Currently available invasive and noninvasive techniques for the determination of left ventricular end-diastolic and end-systolic volumes, ejection fraction, and cardiac output are more time-consuming and potentially less accurate in patients with atrial fibrillation (AF) than in those with sinus rhythm. Although magnetic resonance imaging (MRI) can rapidly and accurately measure these variables in patients with sinus rhythm, its ability to do so in subjects with AF is not known. To determine if left ventricular volumes, ejection fraction, and cardiac output can be measured accurately in patients with AF using MRI, 26 subjects (13 women and 13 men, aged 15 to 76 years) in sinus rhythm (n = 13) or AF (n = 13) underwent MRI followed immediately by invasive measurements of these indexes. For those in AF, MRI measurements of left ventricular end-diastolic volume, end-systolic volume, stroke volume, ejection fraction, and cardiac output correlated well with catheterization measurements (r = 0.90, 0.90, 0.95, 0.85, and 0.90, respectively). In addition, the mean difference between MRI and catheterization measurements was similar in subjects with AF and in those with sinus rhythm. Compared with standard invasive measurements, MRI provides an accurate noninvasive determination of left ventricular volumes, ejection fraction, and cardiac output in patients with AF.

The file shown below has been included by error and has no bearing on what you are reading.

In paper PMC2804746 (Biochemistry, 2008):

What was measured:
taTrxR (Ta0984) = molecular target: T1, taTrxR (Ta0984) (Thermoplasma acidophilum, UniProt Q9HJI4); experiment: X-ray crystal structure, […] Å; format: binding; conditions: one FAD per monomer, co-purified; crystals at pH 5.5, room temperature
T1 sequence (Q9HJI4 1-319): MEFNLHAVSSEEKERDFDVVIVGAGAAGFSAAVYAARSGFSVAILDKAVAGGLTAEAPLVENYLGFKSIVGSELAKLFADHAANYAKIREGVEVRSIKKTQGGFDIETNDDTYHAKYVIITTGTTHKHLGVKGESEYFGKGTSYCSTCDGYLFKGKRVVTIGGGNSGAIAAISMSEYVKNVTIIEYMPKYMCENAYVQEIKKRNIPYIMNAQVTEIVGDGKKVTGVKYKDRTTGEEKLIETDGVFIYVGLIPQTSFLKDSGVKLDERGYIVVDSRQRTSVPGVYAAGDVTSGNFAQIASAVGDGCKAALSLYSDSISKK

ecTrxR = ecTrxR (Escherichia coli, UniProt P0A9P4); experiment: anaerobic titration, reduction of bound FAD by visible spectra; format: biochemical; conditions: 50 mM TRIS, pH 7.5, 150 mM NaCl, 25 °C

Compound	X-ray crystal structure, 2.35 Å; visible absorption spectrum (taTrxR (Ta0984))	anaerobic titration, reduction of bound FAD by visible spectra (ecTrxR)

|Original language||English (US)|
|Number of pages||5|
|Journal||The American Journal of Cardiology|
|State||Published - 1996|
ASJC Scopus subject areas
- Cardiology and Cardiovascular Medicine